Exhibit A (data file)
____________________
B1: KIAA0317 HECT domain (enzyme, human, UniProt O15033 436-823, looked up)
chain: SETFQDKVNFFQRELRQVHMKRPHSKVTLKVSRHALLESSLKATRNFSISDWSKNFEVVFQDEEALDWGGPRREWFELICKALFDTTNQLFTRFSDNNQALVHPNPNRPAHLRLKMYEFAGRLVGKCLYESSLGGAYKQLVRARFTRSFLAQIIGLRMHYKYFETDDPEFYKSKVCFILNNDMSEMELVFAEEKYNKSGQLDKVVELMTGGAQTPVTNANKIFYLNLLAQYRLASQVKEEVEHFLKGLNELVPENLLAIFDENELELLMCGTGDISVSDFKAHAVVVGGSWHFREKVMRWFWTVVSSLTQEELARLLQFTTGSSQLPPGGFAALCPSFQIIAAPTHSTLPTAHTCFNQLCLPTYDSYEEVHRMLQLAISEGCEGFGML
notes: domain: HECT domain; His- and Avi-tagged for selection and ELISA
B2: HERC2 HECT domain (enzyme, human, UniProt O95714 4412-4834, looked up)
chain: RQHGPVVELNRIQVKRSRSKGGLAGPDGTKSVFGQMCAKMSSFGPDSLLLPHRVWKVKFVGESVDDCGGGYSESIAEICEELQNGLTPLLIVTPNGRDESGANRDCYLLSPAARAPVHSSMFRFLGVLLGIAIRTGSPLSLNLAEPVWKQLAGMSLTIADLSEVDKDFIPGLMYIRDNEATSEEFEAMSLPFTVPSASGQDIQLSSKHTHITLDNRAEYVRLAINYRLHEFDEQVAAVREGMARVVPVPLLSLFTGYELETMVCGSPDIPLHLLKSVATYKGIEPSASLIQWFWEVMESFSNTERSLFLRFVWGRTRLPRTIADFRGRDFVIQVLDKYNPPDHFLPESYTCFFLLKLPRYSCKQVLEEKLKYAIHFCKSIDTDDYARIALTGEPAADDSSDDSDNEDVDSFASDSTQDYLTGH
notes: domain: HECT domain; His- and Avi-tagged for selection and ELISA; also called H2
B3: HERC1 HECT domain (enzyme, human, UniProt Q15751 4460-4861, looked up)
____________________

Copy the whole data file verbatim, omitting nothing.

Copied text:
B1: KIAA0317 HECT domain (enzyme, human, UniProt O15033 436-823, looked up)
chain: SETFQDKVNFFQRELRQVHMKRPHSKVTLKVSRHALLESSLKATRNFSISDWSKNFEVVFQDEEALDWGGPRREWFELICKALFDTTNQLFTRFSDNNQALVHPNPNRPAHLRLKMYEFAGRLVGKCLYESSLGGAYKQLVRARFTRSFLAQIIGLRMHYKYFETDDPEFYKSKVCFILNNDMSEMELVFAEEKYNKSGQLDKVVELMTGGAQTPVTNANKIFYLNLLAQYRLASQVKEEVEHFLKGLNELVPENLLAIFDENELELLMCGTGDISVSDFKAHAVVVGGSWHFREKVMRWFWTVVSSLTQEELARLLQFTTGSSQLPPGGFAALCPSFQIIAAPTHSTLPTAHTCFNQLCLPTYDSYEEVHRMLQLAISEGCEGFGML
notes: domain: HECT domain; His- and Avi-tagged for selection and ELISA
B2: HERC2 HECT domain (enzyme, human, UniProt O95714 4412-4834, looked up)
chain: RQHGPVVELNRIQVKRSRSKGGLAGPDGTKSVFGQMCAKMSSFGPDSLLLPHRVWKVKFVGESVDDCGGGYSESIAEICEELQNGLTPLLIVTPNGRDESGANRDCYLLSPAARAPVHSSMFRFLGVLLGIAIRTGSPLSLNLAEPVWKQLAGMSLTIADLSEVDKDFIPGLMYIRDNEATSEEFEAMSLPFTVPSASGQDIQLSSKHTHITLDNRAEYVRLAINYRLHEFDEQVAAVREGMARVVPVPLLSLFTGYELETMVCGSPDIPLHLLKSVATYKGIEPSASLIQWFWEVMESFSNTERSLFLRFVWGRTRLPRTIADFRGRDFVIQVLDKYNPPDHFLPESYTCFFLLKLPRYSCKQVLEEKLKYAIHFCKSIDTDDYARIALTGEPAADDSSDDSDNEDVDSFASDSTQDYLTGH
notes: domain: HECT domain; His- and Avi-tagged for selection and ELISA; also called H2
B3: HERC1 HECT domain (enzyme, human, UniProt Q15751 4460-4861, looked up)